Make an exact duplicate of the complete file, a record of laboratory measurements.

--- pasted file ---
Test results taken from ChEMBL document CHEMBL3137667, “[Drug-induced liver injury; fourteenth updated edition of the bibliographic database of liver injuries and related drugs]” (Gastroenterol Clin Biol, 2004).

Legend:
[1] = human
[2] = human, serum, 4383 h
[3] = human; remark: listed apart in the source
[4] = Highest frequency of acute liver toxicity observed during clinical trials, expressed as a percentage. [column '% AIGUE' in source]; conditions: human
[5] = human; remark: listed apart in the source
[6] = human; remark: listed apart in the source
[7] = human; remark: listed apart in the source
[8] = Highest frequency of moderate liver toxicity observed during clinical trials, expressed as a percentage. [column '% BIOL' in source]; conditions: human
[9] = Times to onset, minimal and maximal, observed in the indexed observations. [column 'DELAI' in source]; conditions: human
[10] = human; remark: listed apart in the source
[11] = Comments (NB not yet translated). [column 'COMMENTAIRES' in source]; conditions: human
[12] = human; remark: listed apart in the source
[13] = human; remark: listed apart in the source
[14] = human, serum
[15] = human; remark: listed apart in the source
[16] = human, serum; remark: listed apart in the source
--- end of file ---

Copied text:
Test results taken from ChEMBL document CHEMBL3137667, “[Drug-induced liver injury; fourteenth updated edition of the bibliographic database of liver injuries and related drugs]” (Gastroenterol Clin Biol, 2004).

Legend:
[1] = human
[2] = human, serum, 4383 h
[3] = human; remark: listed apart in the source
[4] = Highest frequency of acute liver toxicity observed during clinical trials, expressed as a percentage. [column '% AIGUE' in source]; conditions: human
[5] = human; remark: listed apart in the source
[6] = human; remark: listed apart in the source
[7] = human; remark: listed apart in the source
[8] = Highest frequency of moderate liver toxicity observed during clinical trials, expressed as a percentage. [column '% BIOL' in source]; conditions: human
[9] = Times to onset, minimal and maximal, observed in the indexed observations. [column 'DELAI' in source]; conditions: human
[10] = human; remark: listed apart in the source
[11] = Comments (NB not yet translated). [column 'COMMENTAIRES' in source]; conditions: human
[12] = human; remark: listed apart in the source
[13] = human; remark: listed apart in the source
[14] = human, serum
[15] = human; remark: listed apart in the source
[16] = human, serum; remark: listed apart in the source